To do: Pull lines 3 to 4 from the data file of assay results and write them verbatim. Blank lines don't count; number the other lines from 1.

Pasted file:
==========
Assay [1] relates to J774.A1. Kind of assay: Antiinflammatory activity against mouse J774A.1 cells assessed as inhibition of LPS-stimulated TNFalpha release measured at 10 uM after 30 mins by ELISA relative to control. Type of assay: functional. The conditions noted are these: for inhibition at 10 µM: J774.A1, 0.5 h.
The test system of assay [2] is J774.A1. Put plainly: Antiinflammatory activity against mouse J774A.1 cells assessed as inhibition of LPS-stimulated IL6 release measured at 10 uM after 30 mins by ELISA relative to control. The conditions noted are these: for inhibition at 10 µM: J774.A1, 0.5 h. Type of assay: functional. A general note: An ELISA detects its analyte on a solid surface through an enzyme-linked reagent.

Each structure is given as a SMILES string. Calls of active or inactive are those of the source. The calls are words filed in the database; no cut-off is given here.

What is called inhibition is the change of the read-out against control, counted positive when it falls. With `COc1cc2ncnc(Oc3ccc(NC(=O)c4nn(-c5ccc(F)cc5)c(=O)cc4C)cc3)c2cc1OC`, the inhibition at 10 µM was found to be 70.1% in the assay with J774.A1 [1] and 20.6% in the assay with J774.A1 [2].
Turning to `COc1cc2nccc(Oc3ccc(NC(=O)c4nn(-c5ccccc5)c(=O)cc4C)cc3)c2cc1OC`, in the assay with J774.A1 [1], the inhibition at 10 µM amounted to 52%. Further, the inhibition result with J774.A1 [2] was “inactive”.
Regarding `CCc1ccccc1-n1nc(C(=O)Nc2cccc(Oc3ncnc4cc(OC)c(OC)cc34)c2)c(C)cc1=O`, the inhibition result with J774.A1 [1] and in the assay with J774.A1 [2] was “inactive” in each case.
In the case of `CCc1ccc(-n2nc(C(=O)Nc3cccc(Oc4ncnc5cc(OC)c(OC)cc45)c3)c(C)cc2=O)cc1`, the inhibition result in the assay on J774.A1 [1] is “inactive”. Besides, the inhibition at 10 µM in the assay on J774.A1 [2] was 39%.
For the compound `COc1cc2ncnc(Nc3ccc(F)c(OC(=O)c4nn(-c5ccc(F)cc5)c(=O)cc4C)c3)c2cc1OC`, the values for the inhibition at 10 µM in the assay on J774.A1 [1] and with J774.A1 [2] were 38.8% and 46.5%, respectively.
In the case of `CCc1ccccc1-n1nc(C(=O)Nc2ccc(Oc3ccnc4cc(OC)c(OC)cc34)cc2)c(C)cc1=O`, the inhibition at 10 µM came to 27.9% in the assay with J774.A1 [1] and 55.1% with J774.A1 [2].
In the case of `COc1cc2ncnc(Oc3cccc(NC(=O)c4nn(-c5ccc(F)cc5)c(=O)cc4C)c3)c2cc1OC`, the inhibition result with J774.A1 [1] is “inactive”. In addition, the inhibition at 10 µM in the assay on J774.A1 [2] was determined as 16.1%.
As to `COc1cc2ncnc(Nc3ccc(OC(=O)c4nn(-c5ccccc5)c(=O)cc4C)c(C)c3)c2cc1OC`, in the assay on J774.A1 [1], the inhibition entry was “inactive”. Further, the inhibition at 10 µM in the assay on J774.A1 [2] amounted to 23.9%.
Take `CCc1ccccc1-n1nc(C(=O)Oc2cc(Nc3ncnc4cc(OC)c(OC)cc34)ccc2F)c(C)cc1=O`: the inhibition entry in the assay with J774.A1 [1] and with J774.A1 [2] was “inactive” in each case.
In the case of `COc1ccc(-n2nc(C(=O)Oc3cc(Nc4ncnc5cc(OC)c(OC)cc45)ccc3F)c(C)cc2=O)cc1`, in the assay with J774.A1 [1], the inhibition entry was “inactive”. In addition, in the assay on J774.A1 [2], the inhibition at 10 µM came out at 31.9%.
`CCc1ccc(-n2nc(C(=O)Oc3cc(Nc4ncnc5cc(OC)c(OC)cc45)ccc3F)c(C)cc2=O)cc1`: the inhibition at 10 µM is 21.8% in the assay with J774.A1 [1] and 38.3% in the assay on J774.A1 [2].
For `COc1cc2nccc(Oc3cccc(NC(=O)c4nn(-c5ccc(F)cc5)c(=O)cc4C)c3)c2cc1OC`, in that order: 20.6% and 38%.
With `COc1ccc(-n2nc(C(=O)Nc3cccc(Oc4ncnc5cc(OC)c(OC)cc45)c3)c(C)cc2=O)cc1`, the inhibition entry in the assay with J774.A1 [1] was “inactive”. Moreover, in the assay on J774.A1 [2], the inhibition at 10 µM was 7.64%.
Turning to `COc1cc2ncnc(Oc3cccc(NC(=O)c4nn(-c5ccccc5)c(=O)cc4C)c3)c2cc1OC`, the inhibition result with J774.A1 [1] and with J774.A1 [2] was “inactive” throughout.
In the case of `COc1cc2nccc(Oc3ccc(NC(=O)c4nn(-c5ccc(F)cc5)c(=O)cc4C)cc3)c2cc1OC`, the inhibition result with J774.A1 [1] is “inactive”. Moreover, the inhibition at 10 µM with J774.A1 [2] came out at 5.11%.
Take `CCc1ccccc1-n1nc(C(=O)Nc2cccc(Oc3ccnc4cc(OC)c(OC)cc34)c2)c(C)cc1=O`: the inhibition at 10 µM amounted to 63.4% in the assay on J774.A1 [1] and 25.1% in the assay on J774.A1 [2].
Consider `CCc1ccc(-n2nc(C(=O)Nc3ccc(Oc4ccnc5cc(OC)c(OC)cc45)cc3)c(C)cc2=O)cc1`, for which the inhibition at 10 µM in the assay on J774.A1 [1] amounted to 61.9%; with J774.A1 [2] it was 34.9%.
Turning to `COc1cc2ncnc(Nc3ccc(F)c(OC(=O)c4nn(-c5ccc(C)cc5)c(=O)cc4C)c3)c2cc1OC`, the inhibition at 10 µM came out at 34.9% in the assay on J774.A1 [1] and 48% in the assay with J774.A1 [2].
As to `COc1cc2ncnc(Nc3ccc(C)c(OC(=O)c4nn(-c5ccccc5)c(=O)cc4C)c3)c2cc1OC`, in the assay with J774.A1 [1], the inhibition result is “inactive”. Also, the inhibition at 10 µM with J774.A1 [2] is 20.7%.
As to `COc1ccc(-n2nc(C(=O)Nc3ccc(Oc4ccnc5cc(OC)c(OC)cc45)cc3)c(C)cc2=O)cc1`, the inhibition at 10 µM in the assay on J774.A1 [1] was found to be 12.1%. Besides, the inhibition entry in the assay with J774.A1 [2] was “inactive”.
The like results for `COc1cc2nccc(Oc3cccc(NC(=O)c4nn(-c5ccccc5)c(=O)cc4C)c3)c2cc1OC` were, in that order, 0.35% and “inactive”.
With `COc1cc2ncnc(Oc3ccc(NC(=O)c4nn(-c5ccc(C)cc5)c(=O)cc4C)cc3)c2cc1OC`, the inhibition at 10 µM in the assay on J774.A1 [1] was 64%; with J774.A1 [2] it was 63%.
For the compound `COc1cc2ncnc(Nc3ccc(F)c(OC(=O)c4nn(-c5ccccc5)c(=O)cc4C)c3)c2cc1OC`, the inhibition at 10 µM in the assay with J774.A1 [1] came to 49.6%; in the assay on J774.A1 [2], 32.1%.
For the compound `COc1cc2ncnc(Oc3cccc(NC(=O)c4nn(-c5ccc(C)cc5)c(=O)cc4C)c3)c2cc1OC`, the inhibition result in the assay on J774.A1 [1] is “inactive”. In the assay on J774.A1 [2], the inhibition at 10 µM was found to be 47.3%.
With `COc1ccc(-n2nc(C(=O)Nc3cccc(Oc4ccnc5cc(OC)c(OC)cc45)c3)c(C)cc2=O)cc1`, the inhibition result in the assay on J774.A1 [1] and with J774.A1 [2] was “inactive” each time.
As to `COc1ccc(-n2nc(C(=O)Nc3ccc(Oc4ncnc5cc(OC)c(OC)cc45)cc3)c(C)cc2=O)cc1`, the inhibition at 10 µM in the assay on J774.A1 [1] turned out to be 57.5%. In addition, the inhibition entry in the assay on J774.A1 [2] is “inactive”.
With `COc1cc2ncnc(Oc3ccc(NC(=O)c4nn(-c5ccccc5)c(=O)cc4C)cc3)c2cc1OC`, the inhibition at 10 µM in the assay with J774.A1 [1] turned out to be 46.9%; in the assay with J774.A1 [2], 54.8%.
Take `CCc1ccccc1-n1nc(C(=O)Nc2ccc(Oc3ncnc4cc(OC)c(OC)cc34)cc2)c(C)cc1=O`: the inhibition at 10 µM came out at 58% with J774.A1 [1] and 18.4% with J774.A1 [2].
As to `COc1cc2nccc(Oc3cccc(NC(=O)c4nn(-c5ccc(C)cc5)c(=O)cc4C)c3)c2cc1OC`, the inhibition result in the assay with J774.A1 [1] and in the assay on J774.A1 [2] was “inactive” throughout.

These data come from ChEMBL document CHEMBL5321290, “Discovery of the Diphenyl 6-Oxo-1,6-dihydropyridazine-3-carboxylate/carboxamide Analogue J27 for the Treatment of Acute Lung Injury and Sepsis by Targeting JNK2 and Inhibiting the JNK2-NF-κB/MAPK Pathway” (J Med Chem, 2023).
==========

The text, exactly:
Each structure is given as a SMILES string. Calls of active or inactive are those of the source. The calls are words filed in the database; no cut-off is given here.

What is called inhibition is the change of the read-out against control, counted positive when it falls. With `COc1cc2ncnc(Oc3ccc(NC(=O)c4nn(-c5ccc(F)cc5)c(=O)cc4C)cc3)c2cc1OC`, the inhibition at 10 µM was found to be 70.1% in the assay with J774.A1 [1] and 20.6% in the assay with J774.A1 [2].